“It’s not only about getting into college – it’s about graduating with a degree hopefully in a STEM field and making a difference in the world,” added Somerville Public Schools Superintendent Mary Skipper, who thanked Lesley and the other grantees during the showcase. “You work so hard with our young people to make sure they have what they need.”

Lesley faculty, staff serve as education partners for Cambridge and Somerville

Among the goals of the initiative, Lesley and the other grantees are increasing access and opportunities for students who are underrepresented in STEM college and career pathways. With an eye toward access, East Somerville Community School teacher Rae Woodcock has worked closely with the Lesley team to build hands-on, culturally relevant connections in all of the science units she taught this year.

“With the development of this professional learning community, we are helping to support a more coherent, equitable, and student-centered STEM learning environment for the youth in Cambridge and Somerville,” said Cusack.

While employment in STEM fields is growing, students from under-resourced communities are disproportionately underexposed to and unprepared for these careers.

“Access is by far the most important thing the (Biogen) Foundation stands for, and every single person in this room is giving the opportunity to provide access,” said Alazar Ayele, manager of the Biogen Community Lab who oversees the STAR grant. “As an immigrant child, I didn’t know what FAFSA was (Free Application for Federal Student Aid). I didn’t understand things. … Somebody planted a seed in me to really be an educator and I’m so inspired by it every day. The reason I work so hard is to make sure every kid has access.”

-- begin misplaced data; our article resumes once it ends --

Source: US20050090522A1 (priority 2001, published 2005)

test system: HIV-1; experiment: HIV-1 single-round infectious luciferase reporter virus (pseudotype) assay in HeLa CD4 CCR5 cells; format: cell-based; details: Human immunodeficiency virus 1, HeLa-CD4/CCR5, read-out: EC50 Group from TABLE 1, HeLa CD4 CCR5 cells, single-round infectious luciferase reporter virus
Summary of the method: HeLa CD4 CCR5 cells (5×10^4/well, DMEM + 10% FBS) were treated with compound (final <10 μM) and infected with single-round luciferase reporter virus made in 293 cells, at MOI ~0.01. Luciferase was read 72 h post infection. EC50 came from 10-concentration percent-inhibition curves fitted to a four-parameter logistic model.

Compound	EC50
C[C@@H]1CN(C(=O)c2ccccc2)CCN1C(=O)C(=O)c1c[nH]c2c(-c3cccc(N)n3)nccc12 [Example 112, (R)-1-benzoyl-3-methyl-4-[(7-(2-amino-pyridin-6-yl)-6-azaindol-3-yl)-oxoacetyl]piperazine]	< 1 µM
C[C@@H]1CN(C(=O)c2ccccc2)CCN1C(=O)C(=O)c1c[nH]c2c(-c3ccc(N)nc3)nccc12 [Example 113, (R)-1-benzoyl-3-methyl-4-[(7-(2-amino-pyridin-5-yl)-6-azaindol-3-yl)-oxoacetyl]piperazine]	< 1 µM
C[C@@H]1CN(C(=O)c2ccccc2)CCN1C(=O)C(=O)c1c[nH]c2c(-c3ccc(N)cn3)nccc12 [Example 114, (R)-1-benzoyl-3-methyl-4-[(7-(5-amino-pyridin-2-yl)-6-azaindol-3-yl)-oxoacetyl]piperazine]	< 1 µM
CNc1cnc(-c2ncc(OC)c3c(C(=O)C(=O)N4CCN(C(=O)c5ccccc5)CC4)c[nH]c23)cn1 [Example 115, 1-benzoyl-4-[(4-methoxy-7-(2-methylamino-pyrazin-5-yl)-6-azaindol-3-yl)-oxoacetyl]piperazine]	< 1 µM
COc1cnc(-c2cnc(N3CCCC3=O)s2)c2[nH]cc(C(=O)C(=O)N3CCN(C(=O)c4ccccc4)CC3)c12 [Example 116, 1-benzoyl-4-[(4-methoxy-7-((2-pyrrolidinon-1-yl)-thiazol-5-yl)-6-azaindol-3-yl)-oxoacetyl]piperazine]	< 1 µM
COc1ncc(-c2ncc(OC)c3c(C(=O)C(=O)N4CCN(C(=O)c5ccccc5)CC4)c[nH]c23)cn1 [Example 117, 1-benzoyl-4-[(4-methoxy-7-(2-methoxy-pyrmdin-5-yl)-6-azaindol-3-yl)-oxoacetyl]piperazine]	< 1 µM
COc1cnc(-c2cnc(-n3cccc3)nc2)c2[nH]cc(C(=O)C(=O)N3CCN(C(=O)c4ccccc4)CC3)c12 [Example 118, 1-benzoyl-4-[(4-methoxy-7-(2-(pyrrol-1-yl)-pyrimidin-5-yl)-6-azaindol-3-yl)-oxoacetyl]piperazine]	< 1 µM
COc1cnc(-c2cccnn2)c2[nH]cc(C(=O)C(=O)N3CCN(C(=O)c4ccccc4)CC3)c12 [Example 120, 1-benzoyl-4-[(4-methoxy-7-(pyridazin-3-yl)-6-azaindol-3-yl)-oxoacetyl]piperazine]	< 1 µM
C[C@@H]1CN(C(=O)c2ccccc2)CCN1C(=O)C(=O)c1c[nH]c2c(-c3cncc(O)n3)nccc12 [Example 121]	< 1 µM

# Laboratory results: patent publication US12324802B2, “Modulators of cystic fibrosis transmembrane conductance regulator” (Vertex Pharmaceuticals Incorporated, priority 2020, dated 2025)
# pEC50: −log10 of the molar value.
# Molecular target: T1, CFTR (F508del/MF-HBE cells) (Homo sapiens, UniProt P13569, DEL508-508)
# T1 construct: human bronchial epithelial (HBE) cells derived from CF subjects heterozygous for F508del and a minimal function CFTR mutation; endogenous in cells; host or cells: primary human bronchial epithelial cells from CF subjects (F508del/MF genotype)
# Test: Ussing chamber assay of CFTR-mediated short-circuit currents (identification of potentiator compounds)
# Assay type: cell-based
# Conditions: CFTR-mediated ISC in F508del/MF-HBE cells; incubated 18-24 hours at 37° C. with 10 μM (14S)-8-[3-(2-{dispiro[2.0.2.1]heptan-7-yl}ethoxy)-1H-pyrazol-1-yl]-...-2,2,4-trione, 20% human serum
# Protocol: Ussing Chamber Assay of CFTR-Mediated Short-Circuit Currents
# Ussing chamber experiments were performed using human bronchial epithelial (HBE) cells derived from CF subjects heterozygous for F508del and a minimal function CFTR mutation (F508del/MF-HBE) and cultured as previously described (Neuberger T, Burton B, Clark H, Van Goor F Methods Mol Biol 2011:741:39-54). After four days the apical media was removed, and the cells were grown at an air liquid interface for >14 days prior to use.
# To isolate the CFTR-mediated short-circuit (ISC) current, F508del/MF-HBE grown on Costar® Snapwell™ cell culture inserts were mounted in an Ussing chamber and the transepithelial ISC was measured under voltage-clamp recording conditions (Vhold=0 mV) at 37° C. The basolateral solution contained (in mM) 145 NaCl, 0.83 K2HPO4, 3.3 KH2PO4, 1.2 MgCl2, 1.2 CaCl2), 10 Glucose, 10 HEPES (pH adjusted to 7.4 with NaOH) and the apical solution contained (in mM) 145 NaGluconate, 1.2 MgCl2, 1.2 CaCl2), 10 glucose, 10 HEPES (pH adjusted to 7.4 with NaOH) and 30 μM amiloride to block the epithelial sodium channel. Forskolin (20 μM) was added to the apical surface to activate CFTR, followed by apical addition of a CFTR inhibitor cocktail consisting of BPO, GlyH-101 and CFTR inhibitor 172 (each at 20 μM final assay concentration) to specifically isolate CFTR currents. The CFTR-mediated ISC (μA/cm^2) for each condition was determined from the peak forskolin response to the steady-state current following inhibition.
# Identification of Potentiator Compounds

“The Lesley team was accommodating and incredibly creative. It’s been the best experience.”
Jess Bloomer, Groundwork Somerville

In addition to generating STEM access and hands-on learning experiences for local educators and students, Lesley faculty have been able to incorporate the projects into their classrooms as well.

“What we’re helping with is actually coming back and enriching our classes,” said Dr. Weber, an associate professor of science and science education. “The teachers are our thought partners in education.”

Nicole Weber speaks to someone in a science lab
Rohan Kundargi speaks with professor Nicole Weber, who ran demonstrations during the showcase in a University Hall science lab.

During the showcase, Weber shared videos of a project with Somerville sixth graders and their teacher, Somerville STEAM/Innovation Learning Specialist Lindsay Tosches, in which they created models representing moon, sun and earth movement. Weber helped teams trouble-shoot their model design, and when she and Rauchwerk returned to hear the students’ presentations, they were so moved by the discussion that they replicated the project at Lesley and with graduate students in elementary education.

“We find that our own practice is changing as a result of this partnership,” said Dr. Rauchwerk, a professor in our Graduate School of Education.

“It’s incredibly gratifying for us to see the impact,” said Kate Dawson, senior vice president of Biogen’s Therapeutic Development Group. “We know there are incredibly talented kids that just need a little bit of help to really achieve their dreams and be the next generation of scientists and teachers and engineers and architects and painters.”

In addition to Lesley, the STAR grantees are Breakthrough Greater Boston, Citizen Schools, Enroot, uAspire and Young People’s Project.

“The Lesley team was accommodating and incredibly creative,” reflected Bloomer. “It’s been the best experience.”